The Most Popular Easter Traditions, Explained
Ever wonder where the Easter Bunny tradition came from, or what the word Easter even means? Brush up on the origin stories of common Easter traditions before this year's holiday.
Easter is a deeply religious holiday for Christians that typically falls in the spring. The holiday celebrates the day Jesus arose from the dead, three days after the Crucifixion. Like many other religious holidays (looking at you, Christmas), Easter has also become a highly commercial event often catered toward young children, full of chocolate rabbits, decorated Easter baskets, and colorfully dyed eggs. And, of course, there’s the Easter Bunny, dropping off baskets of gifts and treats in the middle of the night to delight children everywhere on Easter Sunday morning. But how did all these Easter traditions—from candy chicks, chocolate bunnies, and dyed eggs to the Sunday celebration and festive meal of Easter lamb—become such a large part of the celebration?
Here's what to know about the most popular Easter traditions today and the holiday itself.
When Is Easter in 2020?
This year, Easter falls on Sunday, April 12, 2020—much earlier in the spring than it did last year (Sunday, April 21, 2019). The holiday is a "movable feast," meaning the date, which is always a Sunday, changes every year and follows a similar calendar to the Hebrew calendar based on the lunar cycle.
Where Do Easter Traditions Come From Originally?
The Holiday's Name
Some claim that the word Easter derives from Eostre, a pagan goddess of spring and fertility. According to folklore, Eostre found a bird dying from the cold and turned it into a rabbit so its fur would keep it warm—but that rabbit still laid eggs like a bird. “In one version [of the story], the bunny paints and decorates the eggs as a gift to Eostre to show his loyalty and love,” says Brandi Auset, the author of The Goddess Guide ($20, amazon.com). It’s possible this story is the reason for the Easter Bunny tradition and why bunnies and birds in general—and chicks, if you ask the company that makes the popular Peeps marshmallow candies—are connected with the holiday.
Dyeing Easter Eggs
Beyond making for pretty Easter decor and being a fun activity to do with kids, dyeing Easter eggs may have a deeper religious connection as well. One tradition regarding Easter eggs is related to Mary Magdalene, the first person to see Jesus after the Resurrection. As the story goes, she was holding a plain egg in the presence of an emperor and proclaiming the Resurrection of Jesus Christ. The emperor said that Jesus’ rising from the dead was as likely as that egg turning red—and the egg turned bright red while he was still speaking.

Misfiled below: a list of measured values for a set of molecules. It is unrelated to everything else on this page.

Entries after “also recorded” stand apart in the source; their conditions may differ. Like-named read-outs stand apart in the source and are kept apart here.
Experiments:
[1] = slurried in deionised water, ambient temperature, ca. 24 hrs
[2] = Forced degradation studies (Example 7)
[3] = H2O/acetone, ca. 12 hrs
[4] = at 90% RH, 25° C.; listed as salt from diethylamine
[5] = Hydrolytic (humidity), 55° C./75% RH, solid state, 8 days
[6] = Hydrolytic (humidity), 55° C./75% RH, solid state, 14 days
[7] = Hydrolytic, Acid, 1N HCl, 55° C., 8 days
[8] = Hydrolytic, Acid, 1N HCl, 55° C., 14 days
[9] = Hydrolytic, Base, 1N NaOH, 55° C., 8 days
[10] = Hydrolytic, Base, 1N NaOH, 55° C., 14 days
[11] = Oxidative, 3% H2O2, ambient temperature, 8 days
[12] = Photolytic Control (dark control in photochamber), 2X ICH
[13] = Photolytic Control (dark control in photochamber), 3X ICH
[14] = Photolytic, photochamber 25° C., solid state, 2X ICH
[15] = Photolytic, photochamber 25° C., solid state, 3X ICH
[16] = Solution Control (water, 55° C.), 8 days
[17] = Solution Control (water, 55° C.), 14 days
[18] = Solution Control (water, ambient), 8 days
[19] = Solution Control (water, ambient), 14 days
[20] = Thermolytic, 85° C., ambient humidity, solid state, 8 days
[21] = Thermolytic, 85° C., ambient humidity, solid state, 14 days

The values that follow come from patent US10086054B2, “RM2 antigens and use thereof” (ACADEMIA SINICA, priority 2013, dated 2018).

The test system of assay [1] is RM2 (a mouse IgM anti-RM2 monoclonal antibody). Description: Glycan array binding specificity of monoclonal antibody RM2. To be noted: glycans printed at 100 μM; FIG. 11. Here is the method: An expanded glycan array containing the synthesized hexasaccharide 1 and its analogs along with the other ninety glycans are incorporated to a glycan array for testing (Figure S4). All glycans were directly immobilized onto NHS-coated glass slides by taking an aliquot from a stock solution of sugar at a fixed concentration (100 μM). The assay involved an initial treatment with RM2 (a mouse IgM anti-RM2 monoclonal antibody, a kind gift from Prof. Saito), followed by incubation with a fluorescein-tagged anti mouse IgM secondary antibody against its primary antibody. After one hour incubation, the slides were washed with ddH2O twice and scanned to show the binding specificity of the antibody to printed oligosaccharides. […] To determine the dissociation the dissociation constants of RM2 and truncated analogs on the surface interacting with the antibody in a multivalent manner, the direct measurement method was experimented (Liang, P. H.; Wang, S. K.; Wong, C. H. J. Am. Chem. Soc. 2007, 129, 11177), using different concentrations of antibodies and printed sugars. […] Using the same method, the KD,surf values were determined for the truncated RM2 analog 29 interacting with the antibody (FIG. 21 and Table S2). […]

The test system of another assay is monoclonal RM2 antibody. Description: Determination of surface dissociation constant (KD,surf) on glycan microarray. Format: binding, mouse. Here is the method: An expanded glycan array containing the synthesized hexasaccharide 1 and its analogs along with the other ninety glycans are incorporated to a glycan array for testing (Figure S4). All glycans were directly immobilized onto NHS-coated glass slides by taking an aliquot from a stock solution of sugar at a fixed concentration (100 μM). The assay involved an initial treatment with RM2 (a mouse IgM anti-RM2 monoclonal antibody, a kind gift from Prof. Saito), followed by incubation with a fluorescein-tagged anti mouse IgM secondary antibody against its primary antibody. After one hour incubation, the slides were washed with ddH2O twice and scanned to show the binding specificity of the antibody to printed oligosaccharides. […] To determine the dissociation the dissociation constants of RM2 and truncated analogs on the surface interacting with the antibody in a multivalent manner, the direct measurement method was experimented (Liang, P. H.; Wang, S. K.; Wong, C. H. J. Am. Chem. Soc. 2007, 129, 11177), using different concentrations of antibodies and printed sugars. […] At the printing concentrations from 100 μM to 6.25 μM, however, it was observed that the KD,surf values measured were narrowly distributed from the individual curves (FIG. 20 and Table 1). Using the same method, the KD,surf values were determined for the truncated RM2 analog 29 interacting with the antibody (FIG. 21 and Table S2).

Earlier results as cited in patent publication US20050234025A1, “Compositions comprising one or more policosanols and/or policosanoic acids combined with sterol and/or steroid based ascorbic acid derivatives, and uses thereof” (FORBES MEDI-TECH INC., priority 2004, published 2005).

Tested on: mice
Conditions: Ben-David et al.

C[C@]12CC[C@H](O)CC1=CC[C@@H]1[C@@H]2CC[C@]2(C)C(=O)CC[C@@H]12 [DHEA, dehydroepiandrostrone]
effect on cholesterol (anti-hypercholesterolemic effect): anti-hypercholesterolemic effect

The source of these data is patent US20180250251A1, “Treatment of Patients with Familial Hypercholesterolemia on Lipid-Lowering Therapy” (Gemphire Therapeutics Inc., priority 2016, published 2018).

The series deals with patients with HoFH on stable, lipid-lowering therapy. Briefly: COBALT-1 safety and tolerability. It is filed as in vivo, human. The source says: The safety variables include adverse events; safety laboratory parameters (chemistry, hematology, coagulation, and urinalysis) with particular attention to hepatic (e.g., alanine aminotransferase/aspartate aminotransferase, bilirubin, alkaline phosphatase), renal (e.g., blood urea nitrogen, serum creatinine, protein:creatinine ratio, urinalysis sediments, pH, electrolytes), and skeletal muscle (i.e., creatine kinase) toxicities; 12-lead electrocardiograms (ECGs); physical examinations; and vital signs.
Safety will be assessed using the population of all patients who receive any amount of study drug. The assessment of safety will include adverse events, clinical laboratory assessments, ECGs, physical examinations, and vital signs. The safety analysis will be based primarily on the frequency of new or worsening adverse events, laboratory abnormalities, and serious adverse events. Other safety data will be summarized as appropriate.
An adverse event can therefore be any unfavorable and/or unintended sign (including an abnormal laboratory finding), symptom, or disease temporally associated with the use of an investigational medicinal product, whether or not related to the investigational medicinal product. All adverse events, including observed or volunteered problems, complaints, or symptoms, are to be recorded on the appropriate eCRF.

In addition, for the 40 days leading up to Easter, known as Lent, Christians begin preparing for the holiday by praying, meditating, and making personal sacrifices. "Christians [have historically] prepared themselves by forgoing ordinary dietary items, such as meat, eggs, and milk,” says Anne Kathryn Killinger, the author of An Inner Journey to Easter ($5, amazon.com). “For many years, Easter was known in Western Europe as Egg Sunday, for eating eggs on that day was one of its joys.” Those eggs were often presented in baskets lined with colored straw to resemble a bird’s nest, thanks again perhaps to Eostre.
Easter Egg Hunts and Games for Kids
It’s very likely that children play an important role in the origin of the fun side of Easter. In particular, annual Easter egg hunts, whether at home, with friends and neighbors, at local parks, or churches, are one of the most fun Easter traditions for kids to participate in. “For Christians, this is a serious holy day, dealing with issues of life and death,” says Robin Knowles Wallace, the author of The Christian Year: A Guide for Worship and Preaching ($16, amazon.com). “Because of the difficulty of sharing these big issues in age-appropriate ways, sometimes we divert to the more lighthearted symbols of eggs and rabbits, hence the proliferation of Easter egg hunts at churches.”
(Lots of) Chocolate
Where does all the chocolate come from? “The tradition of chocolate eggs began in 19th-century France and Germany and soon spread to the rest of Europe and eventually the United States,” says Katherine Tegen, the author of The Story of the Easter Bunny ($8, amazon.com). “To receive the special Easter eggs, children were told to make nests from hats or baskets so the Easter Bunny could leave them there.” Killinger says that many Christians are also eager to eat chocolate on Easter because it’s a common modern-day sacrifice during Lent.
Another typical Easter food is lamb. “Lamb is traditional because Jesus's last supper was the Passover meal,” says Karen Jean Matsko Hood, the author of Easter Delights Cookbook (from $40, amazon.com). “If he ate meat during that meal, it would have been lamb.” However, Jews traditionally do not eat pork, so why is ham so often a part of the Easter table? “Salted pork would last through the winter and be ready to eat in spring before other fresh meat was available,” says Hood. (If you're not planning a big home-cooked meal this Sunday, we found 61 restaurants that will be open on Easter.)